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Abstract:We study the problem of privately estimating the parameters of $d$-dimensional Gaussian Mixture Models (GMMs) with $k$ components. For this, we develop a technique to reduce the problem to its non-private counterpart. This allows us to privatize existing non-private algorithms in a blackbox manner, while incurring only a small overhead in the sample complexity and running time. As the main application of our framework, we develop an $(\varepsilon, \delta)$-differentially private algorithm to learn GMMs using the non-private algorithm of Moitra and Valiant [MV10] as a blackbox. Consequently, this gives the first sample complexity upper bound and first polynomial time algorithm for privately learning GMMs without any boundedness assumptions on the parameters.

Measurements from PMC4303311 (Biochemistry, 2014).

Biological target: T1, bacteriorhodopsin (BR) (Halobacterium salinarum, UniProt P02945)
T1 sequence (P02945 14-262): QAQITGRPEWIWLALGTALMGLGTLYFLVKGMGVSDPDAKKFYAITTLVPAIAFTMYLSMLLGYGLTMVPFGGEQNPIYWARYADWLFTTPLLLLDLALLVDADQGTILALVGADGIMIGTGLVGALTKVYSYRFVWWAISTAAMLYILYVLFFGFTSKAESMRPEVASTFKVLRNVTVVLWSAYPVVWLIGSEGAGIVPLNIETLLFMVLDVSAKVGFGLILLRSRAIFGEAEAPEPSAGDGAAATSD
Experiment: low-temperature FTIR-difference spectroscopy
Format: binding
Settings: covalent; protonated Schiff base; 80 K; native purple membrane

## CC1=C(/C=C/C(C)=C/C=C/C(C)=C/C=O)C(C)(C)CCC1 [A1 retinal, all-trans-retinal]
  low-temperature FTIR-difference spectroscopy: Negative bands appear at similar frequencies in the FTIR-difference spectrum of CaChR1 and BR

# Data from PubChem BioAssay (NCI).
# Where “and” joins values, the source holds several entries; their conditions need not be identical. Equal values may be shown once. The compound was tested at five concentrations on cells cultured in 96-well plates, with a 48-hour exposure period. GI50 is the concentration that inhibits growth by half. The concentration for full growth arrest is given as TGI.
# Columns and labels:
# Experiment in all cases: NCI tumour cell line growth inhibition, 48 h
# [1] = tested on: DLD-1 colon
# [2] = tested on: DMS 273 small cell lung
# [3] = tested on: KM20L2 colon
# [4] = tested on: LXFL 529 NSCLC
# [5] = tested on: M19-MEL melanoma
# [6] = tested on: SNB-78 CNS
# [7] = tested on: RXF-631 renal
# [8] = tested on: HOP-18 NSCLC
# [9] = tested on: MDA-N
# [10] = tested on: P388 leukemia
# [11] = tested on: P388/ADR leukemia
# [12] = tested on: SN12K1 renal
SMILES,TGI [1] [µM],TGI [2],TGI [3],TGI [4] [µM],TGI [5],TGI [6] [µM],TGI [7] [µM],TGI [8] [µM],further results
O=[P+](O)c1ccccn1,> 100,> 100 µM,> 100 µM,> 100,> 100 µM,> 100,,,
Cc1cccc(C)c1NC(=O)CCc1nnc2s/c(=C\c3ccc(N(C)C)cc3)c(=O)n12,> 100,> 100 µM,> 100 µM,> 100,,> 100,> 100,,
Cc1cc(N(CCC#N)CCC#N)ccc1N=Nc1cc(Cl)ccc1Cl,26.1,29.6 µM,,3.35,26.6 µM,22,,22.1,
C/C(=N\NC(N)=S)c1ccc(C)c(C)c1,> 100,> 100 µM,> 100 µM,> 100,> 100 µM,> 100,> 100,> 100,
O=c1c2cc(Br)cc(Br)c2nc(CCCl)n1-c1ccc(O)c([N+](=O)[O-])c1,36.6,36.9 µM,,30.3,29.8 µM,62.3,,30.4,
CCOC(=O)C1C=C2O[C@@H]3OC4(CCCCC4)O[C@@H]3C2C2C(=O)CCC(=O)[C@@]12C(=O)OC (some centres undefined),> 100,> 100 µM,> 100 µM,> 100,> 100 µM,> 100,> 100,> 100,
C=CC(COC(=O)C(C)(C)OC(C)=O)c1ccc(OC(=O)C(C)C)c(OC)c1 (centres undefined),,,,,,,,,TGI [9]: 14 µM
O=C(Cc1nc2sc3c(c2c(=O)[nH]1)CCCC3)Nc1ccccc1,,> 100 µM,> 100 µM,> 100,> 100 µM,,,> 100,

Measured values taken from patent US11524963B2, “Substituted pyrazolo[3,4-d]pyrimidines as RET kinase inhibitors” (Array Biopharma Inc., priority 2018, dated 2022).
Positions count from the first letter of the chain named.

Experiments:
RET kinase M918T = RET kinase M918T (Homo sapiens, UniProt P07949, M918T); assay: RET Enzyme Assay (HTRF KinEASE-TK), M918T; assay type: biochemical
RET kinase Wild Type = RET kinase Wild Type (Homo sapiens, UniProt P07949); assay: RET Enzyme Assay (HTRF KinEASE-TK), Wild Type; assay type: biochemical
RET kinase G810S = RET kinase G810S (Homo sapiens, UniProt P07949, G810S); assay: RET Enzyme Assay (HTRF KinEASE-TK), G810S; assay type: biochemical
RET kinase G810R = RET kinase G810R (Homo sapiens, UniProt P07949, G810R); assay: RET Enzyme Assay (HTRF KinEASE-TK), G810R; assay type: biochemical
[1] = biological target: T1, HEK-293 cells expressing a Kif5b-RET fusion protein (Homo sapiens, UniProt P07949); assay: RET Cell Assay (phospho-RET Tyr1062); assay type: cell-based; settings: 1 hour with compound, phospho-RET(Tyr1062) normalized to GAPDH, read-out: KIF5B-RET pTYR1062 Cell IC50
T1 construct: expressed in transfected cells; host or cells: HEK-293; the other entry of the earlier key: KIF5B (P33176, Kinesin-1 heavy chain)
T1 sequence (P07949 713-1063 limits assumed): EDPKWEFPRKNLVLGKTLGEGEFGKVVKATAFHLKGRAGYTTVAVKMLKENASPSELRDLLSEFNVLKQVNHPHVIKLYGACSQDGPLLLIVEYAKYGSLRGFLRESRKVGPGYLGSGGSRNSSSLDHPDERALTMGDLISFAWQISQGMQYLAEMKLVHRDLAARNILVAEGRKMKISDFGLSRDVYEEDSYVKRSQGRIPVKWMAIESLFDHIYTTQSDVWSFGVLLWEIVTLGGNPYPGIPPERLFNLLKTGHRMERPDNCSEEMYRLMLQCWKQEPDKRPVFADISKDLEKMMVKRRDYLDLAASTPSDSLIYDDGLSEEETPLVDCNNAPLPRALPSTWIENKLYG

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Abstract:We observe that given two (compatible) classes of functions $\mathcal{F}$ and $\mathcal{H}$ with small capacity as measured by their uniform covering numbers, the capacity of the composition class $\mathcal{H} \circ \mathcal{F}$ can become prohibitively large or even unbounded. We then show that adding a small amount of Gaussian noise to the output of $\mathcal{F}$ before composing it with $\mathcal{H}$ can effectively control the capacity of $\mathcal{H} \circ \mathcal{F}$, offering a general recipe for modular design. To prove our results, we define new notions of uniform covering number of random functions with respect to the total variation and Wasserstein distances. We instantiate our results for the case of multi-layer sigmoid neural networks. Preliminary empirical results on MNIST dataset indicate that the amount of noise required to improve over existing uniform bounds can be numerically negligible (i.e., element-wise i.i.d. Gaussian noise with standard deviation $10^{-240}$). The source codes are available at https://github.com/fathollahpour/composition_noise.